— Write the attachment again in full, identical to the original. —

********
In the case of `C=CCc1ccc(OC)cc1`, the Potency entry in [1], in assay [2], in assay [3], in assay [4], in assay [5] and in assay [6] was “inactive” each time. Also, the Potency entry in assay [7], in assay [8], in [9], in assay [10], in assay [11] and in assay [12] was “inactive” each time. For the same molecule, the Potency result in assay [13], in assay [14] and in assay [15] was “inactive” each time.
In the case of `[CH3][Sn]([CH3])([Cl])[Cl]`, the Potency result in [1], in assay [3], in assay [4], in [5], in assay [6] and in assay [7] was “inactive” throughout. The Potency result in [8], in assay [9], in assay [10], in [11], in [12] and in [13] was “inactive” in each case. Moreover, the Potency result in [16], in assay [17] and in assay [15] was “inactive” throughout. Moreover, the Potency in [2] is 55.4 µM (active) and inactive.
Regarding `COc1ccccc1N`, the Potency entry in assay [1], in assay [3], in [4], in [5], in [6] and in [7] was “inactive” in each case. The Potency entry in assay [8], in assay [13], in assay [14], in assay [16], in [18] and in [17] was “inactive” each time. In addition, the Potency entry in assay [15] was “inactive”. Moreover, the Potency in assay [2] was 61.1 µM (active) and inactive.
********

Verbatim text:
In the case of `C=CCc1ccc(OC)cc1`, the Potency entry in [1], in assay [2], in assay [3], in assay [4], in assay [5] and in assay [6] was “inactive” each time. Also, the Potency entry in assay [7], in assay [8], in [9], in assay [10], in assay [11] and in assay [12] was “inactive” each time. For the same molecule, the Potency result in assay [13], in assay [14] and in assay [15] was “inactive” each time.
In the case of `[CH3][Sn]([CH3])([Cl])[Cl]`, the Potency result in [1], in assay [3], in assay [4], in [5], in assay [6] and in assay [7] was “inactive” throughout. The Potency result in [8], in assay [9], in assay [10], in [11], in [12] and in [13] was “inactive” in each case. Moreover, the Potency result in [16], in assay [17] and in assay [15] was “inactive” throughout. Moreover, the Potency in [2] is 55.4 µM (active) and inactive.
Regarding `COc1ccccc1N`, the Potency entry in assay [1], in assay [3], in [4], in [5], in [6] and in [7] was “inactive” in each case. The Potency entry in assay [8], in assay [13], in assay [14], in assay [16], in [18] and in [17] was “inactive” each time. In addition, the Potency entry in assay [15] was “inactive”. Moreover, the Potency in assay [2] was 61.1 µM (active) and inactive.